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No.

back (n.)
Old English bæc "back," from Proto-Germanic *bakam

book (n.)
Old English boc "book, writing, written document," generally referred (despite phonetic difficulties) to Proto-Germanic *bōk(ō)-, from *bokiz "beech"

– both from Etymonline.com

They are superficially similar in English, having a single syllable b–k, but come from different roots.

The resource etymonline.com is recommended, especially if you do not have access to the OED.

  • "phonetic difficulties", what about the semantic gap? You should mention--and OP should mention if they knew--that e.g. wiktionary lists "Proto-Germanic baką, possibly from Proto-Indo-European *bʰogo (literally “bending”)" under *back. So two unknowns can't give a definite answer, and the question is thus legitimate. Although, OP should not expect much more than this as an answer. An opposing answer concludin "yes" would be difficult to come by and worthy of more prestigious venues. The middle ground, "I don't know" does not need to be posted. That leaves chit-chat – vectory Jun 4 at 22:46
  • @vectory I have no idea what the ‘phonetic difficulties’ Etymonline allude to are: there are no phonetic difficulties. There are some morphological difficulties (why does the derived sense ‘book’ appear to be an athematic stem whereas the primary sense ‘beech’ appears to be a thematic derivation?), but they are not insurmountable, and there are parallels. As for the semantic gap, there isn’t one. It is so common for names of writing materials to spawn forms referring to the thing written that it might almost be called standard (cf. Latin liber, cōdex, Sanskrit भूर्ज bhūrjá-). – Janus Bahs Jacquet Jun 6 at 6:59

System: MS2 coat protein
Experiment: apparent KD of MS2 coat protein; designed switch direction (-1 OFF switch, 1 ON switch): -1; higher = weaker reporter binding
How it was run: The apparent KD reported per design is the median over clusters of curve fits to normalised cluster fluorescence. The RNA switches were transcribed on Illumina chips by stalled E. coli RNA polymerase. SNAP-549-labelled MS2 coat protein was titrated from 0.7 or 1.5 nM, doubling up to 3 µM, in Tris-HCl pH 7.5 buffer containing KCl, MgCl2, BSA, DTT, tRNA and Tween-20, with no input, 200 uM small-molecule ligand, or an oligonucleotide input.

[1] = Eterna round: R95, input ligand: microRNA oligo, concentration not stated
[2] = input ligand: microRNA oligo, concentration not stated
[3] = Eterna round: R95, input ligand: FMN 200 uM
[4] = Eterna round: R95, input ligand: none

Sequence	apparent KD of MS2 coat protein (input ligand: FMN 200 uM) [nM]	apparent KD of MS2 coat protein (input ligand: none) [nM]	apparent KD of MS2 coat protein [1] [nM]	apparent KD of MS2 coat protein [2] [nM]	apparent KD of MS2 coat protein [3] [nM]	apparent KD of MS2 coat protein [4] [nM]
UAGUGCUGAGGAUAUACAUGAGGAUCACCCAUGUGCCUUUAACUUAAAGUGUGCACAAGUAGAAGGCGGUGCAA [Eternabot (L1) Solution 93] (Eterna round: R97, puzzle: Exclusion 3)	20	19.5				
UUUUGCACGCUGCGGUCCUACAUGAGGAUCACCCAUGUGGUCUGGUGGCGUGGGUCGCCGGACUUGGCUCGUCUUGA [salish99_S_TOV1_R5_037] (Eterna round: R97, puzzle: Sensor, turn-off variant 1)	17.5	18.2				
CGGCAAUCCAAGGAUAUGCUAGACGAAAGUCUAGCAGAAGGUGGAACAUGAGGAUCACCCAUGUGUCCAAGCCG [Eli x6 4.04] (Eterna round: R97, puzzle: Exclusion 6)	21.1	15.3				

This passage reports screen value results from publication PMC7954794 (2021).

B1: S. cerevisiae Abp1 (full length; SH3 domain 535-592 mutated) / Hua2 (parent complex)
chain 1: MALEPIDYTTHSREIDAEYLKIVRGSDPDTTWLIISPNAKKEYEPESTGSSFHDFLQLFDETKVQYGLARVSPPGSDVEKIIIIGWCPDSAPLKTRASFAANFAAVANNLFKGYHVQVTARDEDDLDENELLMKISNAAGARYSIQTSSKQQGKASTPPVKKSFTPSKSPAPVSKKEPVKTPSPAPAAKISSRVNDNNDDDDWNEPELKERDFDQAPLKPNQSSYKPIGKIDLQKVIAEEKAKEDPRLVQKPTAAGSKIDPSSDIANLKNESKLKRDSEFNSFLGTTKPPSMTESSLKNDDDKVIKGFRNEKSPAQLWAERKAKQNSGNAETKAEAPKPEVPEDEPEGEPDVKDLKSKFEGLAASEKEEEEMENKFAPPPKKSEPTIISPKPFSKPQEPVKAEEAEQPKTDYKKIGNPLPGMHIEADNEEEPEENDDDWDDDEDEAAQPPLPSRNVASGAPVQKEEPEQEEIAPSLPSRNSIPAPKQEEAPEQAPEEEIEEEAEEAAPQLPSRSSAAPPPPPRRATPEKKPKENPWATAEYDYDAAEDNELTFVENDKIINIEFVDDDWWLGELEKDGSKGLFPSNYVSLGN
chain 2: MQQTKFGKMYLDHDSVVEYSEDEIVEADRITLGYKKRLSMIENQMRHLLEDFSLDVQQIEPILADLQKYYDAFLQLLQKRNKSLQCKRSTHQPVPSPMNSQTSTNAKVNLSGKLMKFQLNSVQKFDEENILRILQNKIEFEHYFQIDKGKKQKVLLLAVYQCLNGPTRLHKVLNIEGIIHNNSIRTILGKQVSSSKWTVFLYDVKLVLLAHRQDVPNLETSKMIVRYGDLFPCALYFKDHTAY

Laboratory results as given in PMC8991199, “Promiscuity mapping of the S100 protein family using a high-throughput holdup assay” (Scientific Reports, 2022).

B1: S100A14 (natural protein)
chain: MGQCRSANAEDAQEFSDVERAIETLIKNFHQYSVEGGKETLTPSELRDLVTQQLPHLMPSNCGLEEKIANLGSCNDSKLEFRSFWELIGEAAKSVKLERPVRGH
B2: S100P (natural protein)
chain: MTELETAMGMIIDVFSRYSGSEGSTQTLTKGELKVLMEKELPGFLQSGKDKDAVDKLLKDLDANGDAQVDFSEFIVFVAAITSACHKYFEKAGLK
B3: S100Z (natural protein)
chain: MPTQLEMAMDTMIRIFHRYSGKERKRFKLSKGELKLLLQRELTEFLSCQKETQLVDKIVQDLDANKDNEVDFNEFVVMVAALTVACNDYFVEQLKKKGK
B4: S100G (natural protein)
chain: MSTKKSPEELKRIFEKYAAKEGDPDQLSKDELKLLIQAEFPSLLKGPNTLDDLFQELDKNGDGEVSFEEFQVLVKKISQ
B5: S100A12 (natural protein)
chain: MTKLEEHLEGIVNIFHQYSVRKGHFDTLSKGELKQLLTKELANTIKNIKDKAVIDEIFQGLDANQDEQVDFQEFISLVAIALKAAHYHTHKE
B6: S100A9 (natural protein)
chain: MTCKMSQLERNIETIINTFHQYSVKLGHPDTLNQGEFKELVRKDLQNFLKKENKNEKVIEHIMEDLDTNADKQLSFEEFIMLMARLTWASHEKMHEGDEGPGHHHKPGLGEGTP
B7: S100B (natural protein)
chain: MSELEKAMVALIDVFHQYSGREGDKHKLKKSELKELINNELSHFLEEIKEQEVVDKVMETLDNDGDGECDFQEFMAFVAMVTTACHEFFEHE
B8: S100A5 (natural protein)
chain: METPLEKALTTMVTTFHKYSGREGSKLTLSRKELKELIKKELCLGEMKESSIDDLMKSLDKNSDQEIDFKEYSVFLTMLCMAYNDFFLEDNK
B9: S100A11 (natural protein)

• @JanusBahsJacquet I see no phonetic difficulties either, for lack of knowledge at least, and it may be that they meant morphologic. Yet again I don't know what you mean, although I brought up the point myself before, but you might mean something else. Noticing that Ger. Buche is similar to a lot of other feminine tree names that end with a regular feminine -e Ablaut, that however may also be a genitive morpheme. While *boks "book" may--to an English speaker at least--look like a genetive form, too. That is, I'm puzzled by the PGem forms *boks "book", *boko, *bokijaz "beech". – vectory Jun 6 at 19:38
  • I found that rebracketing *bōkastabaz (Ger Buchstabe, En. "book stafe, letter, alphabet-letter"?) gives tabaz, quite comparable to Lat. tabula, table, tablet, Ger. Tafel "black board, table", especially notable for the sense list of figures either way. That leaves *bokas which might contract to *boks. Incidentally my neighbor has a door sign engraved in the cross-section cut from a tree branch. But this could be made from pretty much any wood. Why should the birch be symbolic? Neither liber nor codex derive from a specific tree. – vectory Jun 6 at 19:50
  • Compare also Buchsbaum, "box-tree", box and letter box, but also bosch "woods, forest" and bush, brush. Due to the opening question about bending and flexing compare bow, arch and the archer's bow as something we know to be adorned with etchings, and spiritually significant. The sign A turned sideways even looks like a bow (or an eye, or a dead cow, ...) – vectory Jun 6 at 20:02